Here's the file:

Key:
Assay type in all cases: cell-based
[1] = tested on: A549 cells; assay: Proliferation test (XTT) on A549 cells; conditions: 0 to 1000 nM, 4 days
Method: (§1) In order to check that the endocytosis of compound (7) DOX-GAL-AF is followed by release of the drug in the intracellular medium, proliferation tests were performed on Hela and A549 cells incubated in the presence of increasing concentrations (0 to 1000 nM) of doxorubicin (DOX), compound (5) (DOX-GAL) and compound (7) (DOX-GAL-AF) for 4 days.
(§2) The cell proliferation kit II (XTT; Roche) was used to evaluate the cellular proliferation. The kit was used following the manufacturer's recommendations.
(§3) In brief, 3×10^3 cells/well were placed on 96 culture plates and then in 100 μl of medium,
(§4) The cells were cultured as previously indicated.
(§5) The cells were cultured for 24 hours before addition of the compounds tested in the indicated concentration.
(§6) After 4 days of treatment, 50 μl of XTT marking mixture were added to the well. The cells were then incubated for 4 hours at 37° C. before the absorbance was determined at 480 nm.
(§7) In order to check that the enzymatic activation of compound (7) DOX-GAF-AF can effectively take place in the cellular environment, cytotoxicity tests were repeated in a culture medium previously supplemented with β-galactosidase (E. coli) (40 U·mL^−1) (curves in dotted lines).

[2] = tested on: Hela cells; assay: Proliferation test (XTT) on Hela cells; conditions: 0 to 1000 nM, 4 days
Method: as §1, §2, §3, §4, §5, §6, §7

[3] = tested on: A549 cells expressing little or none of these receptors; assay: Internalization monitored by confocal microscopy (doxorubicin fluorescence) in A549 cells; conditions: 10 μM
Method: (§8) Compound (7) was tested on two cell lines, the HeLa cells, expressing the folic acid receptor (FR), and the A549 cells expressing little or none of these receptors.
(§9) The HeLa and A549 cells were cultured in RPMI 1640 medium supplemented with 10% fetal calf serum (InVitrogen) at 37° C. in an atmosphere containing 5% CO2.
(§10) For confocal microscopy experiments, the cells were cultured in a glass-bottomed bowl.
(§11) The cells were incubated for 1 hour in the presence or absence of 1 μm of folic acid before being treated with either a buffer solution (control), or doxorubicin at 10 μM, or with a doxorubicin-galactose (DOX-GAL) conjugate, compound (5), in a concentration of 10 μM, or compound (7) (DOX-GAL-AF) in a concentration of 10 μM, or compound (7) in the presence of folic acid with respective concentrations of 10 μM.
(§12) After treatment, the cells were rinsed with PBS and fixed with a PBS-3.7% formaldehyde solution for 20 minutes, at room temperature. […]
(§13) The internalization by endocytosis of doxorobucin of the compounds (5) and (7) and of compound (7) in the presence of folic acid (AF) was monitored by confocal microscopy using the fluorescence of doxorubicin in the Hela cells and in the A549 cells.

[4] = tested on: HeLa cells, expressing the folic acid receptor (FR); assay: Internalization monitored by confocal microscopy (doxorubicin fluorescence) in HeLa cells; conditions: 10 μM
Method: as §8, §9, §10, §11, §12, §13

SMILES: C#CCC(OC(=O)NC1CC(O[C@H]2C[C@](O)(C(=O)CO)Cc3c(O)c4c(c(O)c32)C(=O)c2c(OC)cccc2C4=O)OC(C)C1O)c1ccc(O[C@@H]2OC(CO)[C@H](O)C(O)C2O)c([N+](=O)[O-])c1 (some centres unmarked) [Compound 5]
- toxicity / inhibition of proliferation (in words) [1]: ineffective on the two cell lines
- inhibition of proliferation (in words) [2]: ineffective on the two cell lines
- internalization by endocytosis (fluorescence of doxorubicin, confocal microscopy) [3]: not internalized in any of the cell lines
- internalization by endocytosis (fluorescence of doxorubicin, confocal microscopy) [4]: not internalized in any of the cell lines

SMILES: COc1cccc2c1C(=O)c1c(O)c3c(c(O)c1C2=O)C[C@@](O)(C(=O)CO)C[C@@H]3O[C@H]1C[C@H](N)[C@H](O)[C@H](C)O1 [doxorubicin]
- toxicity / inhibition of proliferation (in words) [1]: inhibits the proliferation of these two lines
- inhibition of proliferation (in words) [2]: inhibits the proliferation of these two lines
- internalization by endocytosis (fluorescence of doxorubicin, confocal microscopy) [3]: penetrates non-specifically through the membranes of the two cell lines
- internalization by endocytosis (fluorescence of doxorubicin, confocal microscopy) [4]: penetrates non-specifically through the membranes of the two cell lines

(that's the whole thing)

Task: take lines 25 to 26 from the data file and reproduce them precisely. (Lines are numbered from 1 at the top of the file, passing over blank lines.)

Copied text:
- internalization by endocytosis (fluorescence of doxorubicin, confocal microscopy) [3]: not internalized in any of the cell lines
- internalization by endocytosis (fluorescence of doxorubicin, confocal microscopy) [4]: not internalized in any of the cell lines